• Gordon eyes suspension of writ of habeas corpus

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    Sen. Richard Gordon has proposed the suspension of the writ of habeas corpus or the right to seek court relief from illegal detention to give more teeth to the government’s campaign against illegal drugs.

    A habeas corpus is a court order to a person or agency to produce a person being held in custody before the court.

    Gordon said on Thursday that he will file a resolution that will grant President Rodrigo Duterte the power to suspend the writ of habeas corpus. The Philippine National Police said more than 2,000 suspected drug peddlers and users have been killed since Duterte took to power on June 30.

    “We are at war with drugs right now… If he has to suspend the writ of habeas corpus to fight drugs and terrorism, let’s give him that power so we won’t just keep saying people are getting killed, but that can’t be proven,” he told reporters.

    “Drugs are everywhere. It may not be to your liking because of the radical approach, but nobody has spoken that he or she saw someone kill somebody. I’m the lone wolf here. I will welcome any senator who would co-author this. I am doing this so that we will not be destabilized by any country,” he said.

    Sen. Leila de Lima immediately opposed Gordon’s proposal, saying the writ of habeas corpus serves as a protection against warrantless arrests.

    “This is creeping martial law,” de Lima said.

    De Lima issued a similar warning because the implementing rules and regulations of the President’s proclamation of National Emergency provides that a warrantless arrest is allowed “when the person to be arrested has voluntarily waived his right against warrantless arrest.”

    “If somebody is going to waive that right, he or she should understand the consequences of waiving it and the waiver should be made with assistance of a counsel. You cannot waive it without a lawyer,” the former Justice secretary pointed out.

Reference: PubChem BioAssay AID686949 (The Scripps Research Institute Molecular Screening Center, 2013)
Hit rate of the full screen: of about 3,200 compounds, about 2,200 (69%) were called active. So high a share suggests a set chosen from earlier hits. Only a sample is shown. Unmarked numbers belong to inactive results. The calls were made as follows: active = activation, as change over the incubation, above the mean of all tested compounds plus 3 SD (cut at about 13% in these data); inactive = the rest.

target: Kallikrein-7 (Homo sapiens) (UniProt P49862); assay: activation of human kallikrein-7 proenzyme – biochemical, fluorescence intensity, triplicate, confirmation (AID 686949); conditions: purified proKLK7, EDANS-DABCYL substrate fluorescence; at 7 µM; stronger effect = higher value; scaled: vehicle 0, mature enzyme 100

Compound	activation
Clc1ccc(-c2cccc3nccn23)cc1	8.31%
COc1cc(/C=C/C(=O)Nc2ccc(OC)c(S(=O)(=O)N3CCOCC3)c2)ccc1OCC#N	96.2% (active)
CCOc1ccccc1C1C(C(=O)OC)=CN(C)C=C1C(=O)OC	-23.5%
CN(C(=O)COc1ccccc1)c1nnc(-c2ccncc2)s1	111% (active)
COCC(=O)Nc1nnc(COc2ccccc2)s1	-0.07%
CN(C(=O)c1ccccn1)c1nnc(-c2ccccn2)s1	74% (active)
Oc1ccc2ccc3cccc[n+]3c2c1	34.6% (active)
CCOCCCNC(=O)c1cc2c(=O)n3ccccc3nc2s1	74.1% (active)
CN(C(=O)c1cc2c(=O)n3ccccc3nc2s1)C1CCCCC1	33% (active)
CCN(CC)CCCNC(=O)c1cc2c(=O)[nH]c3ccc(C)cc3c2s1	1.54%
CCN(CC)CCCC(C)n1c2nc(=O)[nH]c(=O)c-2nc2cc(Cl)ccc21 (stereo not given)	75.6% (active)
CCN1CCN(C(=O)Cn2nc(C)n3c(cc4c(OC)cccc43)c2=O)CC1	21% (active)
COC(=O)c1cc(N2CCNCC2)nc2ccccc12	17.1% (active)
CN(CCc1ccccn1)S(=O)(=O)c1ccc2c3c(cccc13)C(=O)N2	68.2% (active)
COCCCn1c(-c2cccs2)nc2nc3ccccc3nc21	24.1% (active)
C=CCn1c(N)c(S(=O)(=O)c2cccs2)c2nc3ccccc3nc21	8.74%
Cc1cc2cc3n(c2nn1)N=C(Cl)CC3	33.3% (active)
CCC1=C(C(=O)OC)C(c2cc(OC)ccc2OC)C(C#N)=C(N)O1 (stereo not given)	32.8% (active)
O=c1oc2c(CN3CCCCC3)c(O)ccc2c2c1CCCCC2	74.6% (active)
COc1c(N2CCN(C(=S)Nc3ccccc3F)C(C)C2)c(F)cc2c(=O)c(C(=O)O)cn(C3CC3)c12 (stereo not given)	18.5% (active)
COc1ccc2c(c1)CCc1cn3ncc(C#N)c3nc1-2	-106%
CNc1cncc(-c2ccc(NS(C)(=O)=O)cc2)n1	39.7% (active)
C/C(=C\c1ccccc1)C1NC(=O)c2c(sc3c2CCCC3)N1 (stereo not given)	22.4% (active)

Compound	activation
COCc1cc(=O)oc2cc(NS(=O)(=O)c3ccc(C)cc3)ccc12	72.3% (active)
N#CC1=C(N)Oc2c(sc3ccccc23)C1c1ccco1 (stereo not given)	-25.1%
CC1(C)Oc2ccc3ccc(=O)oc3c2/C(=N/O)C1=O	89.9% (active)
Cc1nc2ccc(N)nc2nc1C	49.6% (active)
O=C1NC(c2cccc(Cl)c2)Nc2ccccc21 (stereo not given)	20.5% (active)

“The same goes for the provision on warrantless searches and seizures for ‘search arising from exigent and emergency circumstances’. If they don’t clarify this, I am afraid this is going to be prone to abuse, unless they
    define first these ‘exigent and emergency circumstances,” de Lima added.

    Senate President Pro-tempore Franklin Drilon said Gordon’s plan has no basis.

    He said the suspension of the writ of Habeas Corpus was declared only in cases of rebellion and invasion.

    “Under the Constitution, only in cases of rebellion or invasion and when public safety requires it can the privilege of writ of habeas corpus be suspended,” Drilon, chairman of the Senate Committee on Constitutional Amendments and Revision of Code, said.

    “There is no ground to suspend the privilege of the writ habeas corpus. The grounds are very limited under the Constitution,” he added.

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    1 Comment

    1. Jose A. Oliveros on

      The writ of habeas corpus is not and is never suspended. Rather, it is the privilege of the writ of habeas corpus that is suspended. Art. VII, Sec. 18 of the 1987 Constitution reads in part: “In case of invasion or rebellion, when the public safety requires it, he may, for a period not exceeding sixty days, suspend the privilege of the writ of habeas corpus or plac the Philippines or any part thereof under martial law. xxx”